Charity trustees: resignation and removal

Find out what procedures you need to follow to resign as a charity trustee or remove a trustee from the board.

Applies to England and Wales

Length of service for trustees

Your charity’s governing document may include a set number of years trustees can serve for. A trustee who has reached the end of their set term can be re-appointed for another term, unless your governing document says otherwise.

If your governing document doesn’t specify a length of service, trustees continue in their role until they die, resign or are removed.

Resignation as a trustee

Generally, trustees are able to resign before the end of their set term. The trustee will need to put their resignation in writing.

Your charity’s governing document might also include certain rules you will need to follow if a trustee wants to resign.

Make sure you have enough trustees to run your charity. If your governing document states a minimum size for your trustee board, make sure you don’t go below that number. Find and appoint a new trustee before the retiring trustee leaves.

How to remove a trustee from the board

You usually need a good reason to remove a trustee, such as if they have done something that damages your charity’s reputation.

Check your charity’s governing document to see if it has a procedure for removing trustees.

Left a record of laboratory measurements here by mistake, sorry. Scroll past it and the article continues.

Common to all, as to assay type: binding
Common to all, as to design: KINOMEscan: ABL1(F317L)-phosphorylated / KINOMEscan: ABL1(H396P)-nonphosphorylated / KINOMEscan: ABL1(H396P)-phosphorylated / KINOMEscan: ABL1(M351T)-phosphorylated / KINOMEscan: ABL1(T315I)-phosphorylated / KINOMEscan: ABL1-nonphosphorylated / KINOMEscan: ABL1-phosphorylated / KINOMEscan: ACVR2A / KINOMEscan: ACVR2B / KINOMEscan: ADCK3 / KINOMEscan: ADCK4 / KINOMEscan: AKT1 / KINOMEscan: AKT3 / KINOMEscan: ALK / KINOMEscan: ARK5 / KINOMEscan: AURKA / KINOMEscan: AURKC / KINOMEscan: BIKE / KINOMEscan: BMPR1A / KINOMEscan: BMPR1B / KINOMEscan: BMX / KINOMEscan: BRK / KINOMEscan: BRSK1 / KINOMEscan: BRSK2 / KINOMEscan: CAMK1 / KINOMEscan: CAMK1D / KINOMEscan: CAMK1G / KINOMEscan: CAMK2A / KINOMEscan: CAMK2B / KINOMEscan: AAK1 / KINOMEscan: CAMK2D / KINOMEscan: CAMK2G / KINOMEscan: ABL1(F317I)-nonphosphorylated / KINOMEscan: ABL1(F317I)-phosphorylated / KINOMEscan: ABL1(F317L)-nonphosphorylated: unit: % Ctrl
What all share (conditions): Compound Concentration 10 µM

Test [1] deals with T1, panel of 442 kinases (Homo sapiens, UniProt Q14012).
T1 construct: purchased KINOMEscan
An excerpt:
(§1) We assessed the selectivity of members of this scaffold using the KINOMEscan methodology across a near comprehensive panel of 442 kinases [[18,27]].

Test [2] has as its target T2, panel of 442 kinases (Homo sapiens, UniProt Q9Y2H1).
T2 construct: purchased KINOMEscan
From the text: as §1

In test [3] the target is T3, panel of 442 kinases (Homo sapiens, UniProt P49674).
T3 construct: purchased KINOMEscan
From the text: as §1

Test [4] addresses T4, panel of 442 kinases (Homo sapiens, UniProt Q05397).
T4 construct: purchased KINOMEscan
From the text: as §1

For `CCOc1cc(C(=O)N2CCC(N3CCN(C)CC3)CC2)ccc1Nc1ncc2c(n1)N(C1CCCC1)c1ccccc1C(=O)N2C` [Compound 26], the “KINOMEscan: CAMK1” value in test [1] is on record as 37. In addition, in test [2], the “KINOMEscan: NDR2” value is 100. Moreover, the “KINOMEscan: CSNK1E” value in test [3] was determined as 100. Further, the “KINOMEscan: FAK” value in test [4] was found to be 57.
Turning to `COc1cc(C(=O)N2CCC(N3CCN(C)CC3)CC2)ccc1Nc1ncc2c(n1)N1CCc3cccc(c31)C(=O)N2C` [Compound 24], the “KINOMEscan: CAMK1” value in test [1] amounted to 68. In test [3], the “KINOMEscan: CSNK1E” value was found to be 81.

If your charity is a company, you have the right to remove a director, providing you follow the correct procedures. You have this right under the Companies Act 2006, regardless of what else is written in your articles of association.

Vote of no confidence

You can hold a vote of no confidence to encourage someone to resign as a trustee. This could be part of your charity’s rules for removing a trustee, or written into its governing document. If it isn’t part of your charity’s rules, the vote has no legal power and the trustee won’t have to resign.

Consider mediation. The Ministry of Justice has a network of mediators.

It’s usually straightforward for a trustee to leave if your charity is a company or if there are procedures written in your governing document.

If this is not the case, the Trustee Act may allow you to replace a trustee - for example if they want to retire or refuse to act as a trustee.

How to update your charity’s details

When a trustee leaves, update the records the Charity Commission holds about your charity - either in your annual return or online.

If the retiring trustee had some special responsibilities, it’s a good idea to arrange a handover. This might involve the trustee who is leaving:

  • handing over the charity’s password for the Commission’s website
  • training others in how to complete the annual return
  • telling the Commission your named contact has changed

If the trustee who is leaving is named on your charity’s title deeds to land or property, you will need to update the title deeds. There is a set legal procedure for this and you can take professional advice. Always have at least 2 trustees if your charity holds land.

Published 23 May 2013